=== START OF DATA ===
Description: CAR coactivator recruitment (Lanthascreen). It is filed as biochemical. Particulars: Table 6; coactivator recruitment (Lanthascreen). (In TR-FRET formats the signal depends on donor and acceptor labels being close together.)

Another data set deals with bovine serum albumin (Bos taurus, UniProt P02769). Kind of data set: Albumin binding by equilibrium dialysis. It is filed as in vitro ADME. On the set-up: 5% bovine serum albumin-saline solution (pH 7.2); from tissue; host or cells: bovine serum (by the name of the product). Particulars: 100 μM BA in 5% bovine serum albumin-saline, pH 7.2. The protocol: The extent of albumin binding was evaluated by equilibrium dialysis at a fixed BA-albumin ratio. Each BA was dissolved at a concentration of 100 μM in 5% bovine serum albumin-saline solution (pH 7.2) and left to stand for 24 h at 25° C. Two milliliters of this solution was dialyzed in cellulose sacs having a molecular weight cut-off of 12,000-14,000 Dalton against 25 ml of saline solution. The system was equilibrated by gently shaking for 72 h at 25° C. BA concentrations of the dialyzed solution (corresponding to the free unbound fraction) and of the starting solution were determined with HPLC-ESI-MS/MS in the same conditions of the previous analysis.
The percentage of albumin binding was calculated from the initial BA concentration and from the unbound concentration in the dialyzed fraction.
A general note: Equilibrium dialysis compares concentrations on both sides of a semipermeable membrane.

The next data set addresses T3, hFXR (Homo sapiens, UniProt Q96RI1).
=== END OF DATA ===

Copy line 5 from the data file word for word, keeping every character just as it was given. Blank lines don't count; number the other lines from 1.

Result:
The next data set addresses T3, hFXR (Homo sapiens, UniProt Q96RI1).